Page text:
While detoxification is not always required before starting medication-assisted treatment, it may be recommended in some instances. Detoxification, also known as detox, is a process that helps to manage withdrawal symptoms and prepare the body for MAT safely. During detoxification, the body undergoes a series of changes as it eliminates toxins and adjusts to the absence of the substance it has become dependent on. This process can be challenging and uncomfortable, as withdrawal symptoms can range from mild to severe. 

The decision to undergo MAT should be made in consultation with an addiction specialist or healthcare provider. They will consider various factors, such as the type and severity of substance use disorder, your overall health, and your readiness for treatment. In some cases, detoxification may be necessary to ensure the safety and effectiveness of MAT. 

Depending on the substance abused, withdrawal can be fatal. For example, long-term alcoholism can result in seizures upon quitting drinking. This is why you can’t start a medication like Disulifram which makes alcohol putrid, because you will end up quitting alcohol cold turkey leading to potentially dangerous consequences. So while the goal is MAT, you will need to detox first and then start a medication.

These medications can assist in recovery by blocking or reversing the effects of opioids. They can be administered in the form of a tablet, film, implant, or injection. Injections will need to be administered at an Eleanor Health clinic.

Buprenorphine (Subutex, Sublocade)

Buprenorphine/Naloxone films or tablets (Suboxone or Zubsolv)

Naltrexone

Naloxone (Narcan)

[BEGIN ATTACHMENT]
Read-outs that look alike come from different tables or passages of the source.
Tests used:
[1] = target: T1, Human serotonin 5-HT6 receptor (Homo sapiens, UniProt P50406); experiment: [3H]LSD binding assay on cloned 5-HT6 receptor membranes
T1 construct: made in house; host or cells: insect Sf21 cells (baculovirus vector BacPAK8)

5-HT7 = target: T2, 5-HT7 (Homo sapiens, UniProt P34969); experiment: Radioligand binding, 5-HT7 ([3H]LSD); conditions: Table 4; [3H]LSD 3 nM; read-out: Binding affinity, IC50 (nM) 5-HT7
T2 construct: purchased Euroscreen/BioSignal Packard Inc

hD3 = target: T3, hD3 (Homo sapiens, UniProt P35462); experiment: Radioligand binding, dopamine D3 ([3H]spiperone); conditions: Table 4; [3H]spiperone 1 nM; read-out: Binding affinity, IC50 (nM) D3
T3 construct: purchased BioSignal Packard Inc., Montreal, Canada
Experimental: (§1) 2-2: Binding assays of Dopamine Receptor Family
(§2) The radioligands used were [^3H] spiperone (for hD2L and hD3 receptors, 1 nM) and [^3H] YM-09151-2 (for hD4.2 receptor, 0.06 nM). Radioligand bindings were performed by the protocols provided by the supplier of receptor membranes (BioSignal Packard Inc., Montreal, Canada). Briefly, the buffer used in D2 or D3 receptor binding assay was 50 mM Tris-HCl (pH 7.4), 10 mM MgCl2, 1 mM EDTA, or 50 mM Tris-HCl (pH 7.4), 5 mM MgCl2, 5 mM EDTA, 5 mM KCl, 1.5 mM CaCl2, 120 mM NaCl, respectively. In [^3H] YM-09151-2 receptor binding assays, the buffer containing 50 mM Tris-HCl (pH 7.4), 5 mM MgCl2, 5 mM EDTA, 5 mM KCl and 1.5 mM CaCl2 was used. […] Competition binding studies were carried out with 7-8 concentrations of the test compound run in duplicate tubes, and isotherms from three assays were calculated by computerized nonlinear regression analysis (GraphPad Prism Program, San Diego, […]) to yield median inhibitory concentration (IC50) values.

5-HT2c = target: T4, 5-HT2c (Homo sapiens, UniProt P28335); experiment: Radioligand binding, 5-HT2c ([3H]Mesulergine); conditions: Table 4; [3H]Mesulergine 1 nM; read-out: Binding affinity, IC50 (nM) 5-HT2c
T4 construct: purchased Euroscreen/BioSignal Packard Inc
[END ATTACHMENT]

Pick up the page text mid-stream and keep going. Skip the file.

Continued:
Eleanor Health does not prescribe Methadone.

Learn more about medications for opioid addiction treatment.

These medications can reduce alcohol cravings but should not be taken while consuming alcohol due to serious side effects:

Acamprosate (formerly Campral)

Disulfiram (Antabuse)

Naltrexone (Vivitrol or Revia)

Learn more about medications for alcohol addiction treatment.

Eleanor Health accepts most major insurance plans including Aetna, Wellpoint, Blue Cross Blue Shield, Medicaid, and United Healthcare. If we don’t contract with your insurance plan, we will work with your out-of-network benefits to ensure you still benefit from insurance.
Call us or fill out this insurance verification form and one of our specialists will reach out to you to discuss what services may be covered and additional payment options.

Medication for Addiction Treatment (MAT) is considered to be highly effective. Studies have shown that MAT can reduce the risk of death from a substance use disorder by more than 50% and up to 90% of people who use MAT maintain their sobriety at the 2 year mark.

Learn more about Medications for Addiction Treatment

Discover important information about medications for opioid and alcohol addiction, including potential side effects and recommendations.

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We know reaching out can be hard. Call today to speak with one of our recovery specialists. We will listen, learn, and offer support – without judgment. We welcome every person in need of support and we believe in you and your ability to overcome addiction.